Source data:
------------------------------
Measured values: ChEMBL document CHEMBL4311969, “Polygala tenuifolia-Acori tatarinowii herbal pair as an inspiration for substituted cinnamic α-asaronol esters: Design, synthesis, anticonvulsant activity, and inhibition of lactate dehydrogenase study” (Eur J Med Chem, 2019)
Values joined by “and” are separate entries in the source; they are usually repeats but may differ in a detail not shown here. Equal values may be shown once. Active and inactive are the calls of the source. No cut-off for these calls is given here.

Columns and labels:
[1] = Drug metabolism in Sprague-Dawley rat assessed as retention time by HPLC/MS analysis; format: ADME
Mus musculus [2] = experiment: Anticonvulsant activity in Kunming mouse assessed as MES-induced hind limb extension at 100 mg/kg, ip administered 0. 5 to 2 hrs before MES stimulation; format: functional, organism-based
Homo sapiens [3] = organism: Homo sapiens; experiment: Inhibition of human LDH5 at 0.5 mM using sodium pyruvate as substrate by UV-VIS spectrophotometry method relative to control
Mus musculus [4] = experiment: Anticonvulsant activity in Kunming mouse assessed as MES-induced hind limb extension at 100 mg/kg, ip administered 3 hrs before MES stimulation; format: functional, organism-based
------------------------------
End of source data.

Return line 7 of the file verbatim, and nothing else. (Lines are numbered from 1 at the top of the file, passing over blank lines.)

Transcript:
Mus musculus [4] = experiment: Anticonvulsant activity in Kunming mouse assessed as MES-induced hind limb extension at 100 mg/kg, ip administered 3 hrs before MES stimulation; format: functional, organism-based